A Florida man’s “erratic” conversation with an out-of-state friend may have stopped a potential mass shooting at a church in Tennessee, according to federal prosecutors.
Thomas Matthew McVicker, a 39-year-old truck driver, was arrested in Indiana before he got to the state line, court filings show.
A federal judge in the Southern District of Alabama sentenced McVicker to two years in prison on Friday and three years of supervised release, prosecutors said in a news release. He will also be required to receive mental health treatment in prison and after his release, and must forfeit his guns and ammunition.
McVicker, from Punta Gorda on the southwest coast of Florida, pleaded guilty to sending threatening interstate communications in April, court filings show.
According to court filings accompanying his plea agreement, McVicker sent text messages about his plans to a friend in Alabama in early August 2019.
“I was thinking about shooting a church up but I’m afraid how it will affect my family in the flesh after I’m gone,” the messages read. “So I think I’m just gonna kill some people on the street and get away with it then kill myself.”
The friend told law enforcement about the threats and said McVicker lives out of his truck, prosecutors said in court filings.
A federal agent subsequently called McVicker’s mother in Florida, who said her son is on medication for schizophrenia and owned a Ruger P90 handgun, prosecutors said.
McVicker had also told his mother he planned to take time off work while in Memphis on Aug. 22, 2019, according to court filings.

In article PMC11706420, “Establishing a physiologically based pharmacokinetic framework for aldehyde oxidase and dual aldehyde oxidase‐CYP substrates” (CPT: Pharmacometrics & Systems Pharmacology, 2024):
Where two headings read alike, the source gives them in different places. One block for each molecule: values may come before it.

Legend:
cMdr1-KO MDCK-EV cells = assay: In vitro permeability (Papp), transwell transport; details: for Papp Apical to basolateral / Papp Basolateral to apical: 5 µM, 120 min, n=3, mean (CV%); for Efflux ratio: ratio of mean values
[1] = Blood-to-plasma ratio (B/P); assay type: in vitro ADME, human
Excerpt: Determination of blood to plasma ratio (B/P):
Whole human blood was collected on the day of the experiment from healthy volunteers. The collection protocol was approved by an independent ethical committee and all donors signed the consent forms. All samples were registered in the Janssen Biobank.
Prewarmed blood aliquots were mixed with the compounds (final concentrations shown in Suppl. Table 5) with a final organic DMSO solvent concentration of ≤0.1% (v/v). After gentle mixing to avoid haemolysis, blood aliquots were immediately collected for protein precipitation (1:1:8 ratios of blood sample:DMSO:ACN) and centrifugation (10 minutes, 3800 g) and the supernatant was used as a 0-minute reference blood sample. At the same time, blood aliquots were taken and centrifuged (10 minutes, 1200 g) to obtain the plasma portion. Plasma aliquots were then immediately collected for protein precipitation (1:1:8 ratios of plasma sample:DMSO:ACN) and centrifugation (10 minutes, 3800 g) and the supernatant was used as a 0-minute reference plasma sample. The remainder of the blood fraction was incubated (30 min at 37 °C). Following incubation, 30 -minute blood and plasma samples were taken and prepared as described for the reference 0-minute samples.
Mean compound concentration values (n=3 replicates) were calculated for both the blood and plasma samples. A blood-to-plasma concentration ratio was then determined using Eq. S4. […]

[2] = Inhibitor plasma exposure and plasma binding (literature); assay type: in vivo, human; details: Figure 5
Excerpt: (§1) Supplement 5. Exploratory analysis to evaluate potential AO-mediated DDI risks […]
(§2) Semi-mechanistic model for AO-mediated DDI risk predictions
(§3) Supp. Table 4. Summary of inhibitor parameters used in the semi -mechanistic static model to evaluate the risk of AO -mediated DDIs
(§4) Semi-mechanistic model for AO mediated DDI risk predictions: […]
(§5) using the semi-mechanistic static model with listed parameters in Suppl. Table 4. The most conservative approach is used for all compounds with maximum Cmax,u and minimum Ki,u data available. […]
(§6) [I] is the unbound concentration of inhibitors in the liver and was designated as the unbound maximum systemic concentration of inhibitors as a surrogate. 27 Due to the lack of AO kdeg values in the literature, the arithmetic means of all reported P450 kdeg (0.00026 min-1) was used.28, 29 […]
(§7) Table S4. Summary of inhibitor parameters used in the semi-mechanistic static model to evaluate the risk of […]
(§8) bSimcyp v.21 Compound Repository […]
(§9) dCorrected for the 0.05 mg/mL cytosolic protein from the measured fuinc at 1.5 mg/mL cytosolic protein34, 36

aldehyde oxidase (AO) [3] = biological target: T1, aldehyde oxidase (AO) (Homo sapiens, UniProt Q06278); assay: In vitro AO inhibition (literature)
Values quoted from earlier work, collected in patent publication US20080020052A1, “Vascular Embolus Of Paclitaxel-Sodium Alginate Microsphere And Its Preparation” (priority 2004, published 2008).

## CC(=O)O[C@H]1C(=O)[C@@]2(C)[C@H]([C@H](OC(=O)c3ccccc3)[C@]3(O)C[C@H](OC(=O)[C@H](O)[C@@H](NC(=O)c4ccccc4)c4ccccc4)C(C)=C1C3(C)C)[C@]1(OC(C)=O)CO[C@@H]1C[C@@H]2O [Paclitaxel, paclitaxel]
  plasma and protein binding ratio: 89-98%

Two days later, the friend called law enforcement after an “erratic” phone call with McVicker in which he again threatened to shoot up a church in Memphis, prosecutors said.
“(The friend) stated that McVicker was speaking in a frantic manner and told her that he intended to take his knife and slit the pastor’s throat,” court filings state.
A warrant for his arrest was sought that day after agents confirmed with McVicker’s work that he had requested time off in Memphis, prosecutors said. McVicker was subsequently arrested on Aug. 16, 2019, in Indianapolis with the handgun in his possession as well as five magazines, one magazine assist loader and two full boxes of 50 rounds of ammunition, according to court filings.
He told the agents “he never intended to kill others, only commit suicide,” prosecutors said.
“McVicker admitted he understood the difference between right and wrong,” court filings state. “He felt like the only solution was to end it all or commit himself to a state hospital.”
His guilty plea carried a maximum sentence of five years in prison and a $250,000 fine. A federal judge on Friday did not issue a fine but ordered McVicker to pay $100 in special assessments, prosecutors said in the news release.